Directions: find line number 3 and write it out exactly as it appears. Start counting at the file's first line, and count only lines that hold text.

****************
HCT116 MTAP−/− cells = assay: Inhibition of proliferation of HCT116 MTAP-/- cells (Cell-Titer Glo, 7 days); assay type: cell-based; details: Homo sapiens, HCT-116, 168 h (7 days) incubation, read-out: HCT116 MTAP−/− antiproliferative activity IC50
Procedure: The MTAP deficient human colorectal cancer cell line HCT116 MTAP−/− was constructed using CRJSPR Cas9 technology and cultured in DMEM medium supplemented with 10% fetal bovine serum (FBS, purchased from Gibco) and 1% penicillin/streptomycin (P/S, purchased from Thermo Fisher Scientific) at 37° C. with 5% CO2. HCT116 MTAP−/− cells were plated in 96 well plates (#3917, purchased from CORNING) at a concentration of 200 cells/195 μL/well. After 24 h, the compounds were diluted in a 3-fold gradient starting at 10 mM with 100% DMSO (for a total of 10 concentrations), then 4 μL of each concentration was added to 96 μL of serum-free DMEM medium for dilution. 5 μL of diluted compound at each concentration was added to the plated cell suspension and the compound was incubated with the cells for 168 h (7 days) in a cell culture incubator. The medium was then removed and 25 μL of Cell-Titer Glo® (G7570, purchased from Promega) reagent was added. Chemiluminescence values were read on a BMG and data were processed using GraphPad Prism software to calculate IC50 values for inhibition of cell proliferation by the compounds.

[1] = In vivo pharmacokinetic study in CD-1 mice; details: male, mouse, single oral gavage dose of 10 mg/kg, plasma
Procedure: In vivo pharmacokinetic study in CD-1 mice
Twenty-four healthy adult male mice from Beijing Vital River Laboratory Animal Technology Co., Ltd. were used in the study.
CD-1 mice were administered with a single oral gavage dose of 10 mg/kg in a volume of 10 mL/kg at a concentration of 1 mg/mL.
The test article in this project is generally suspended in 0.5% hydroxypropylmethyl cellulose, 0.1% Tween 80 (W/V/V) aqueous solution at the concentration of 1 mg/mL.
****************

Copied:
[1] = In vivo pharmacokinetic study in CD-1 mice; details: male, mouse, single oral gavage dose of 10 mg/kg, plasma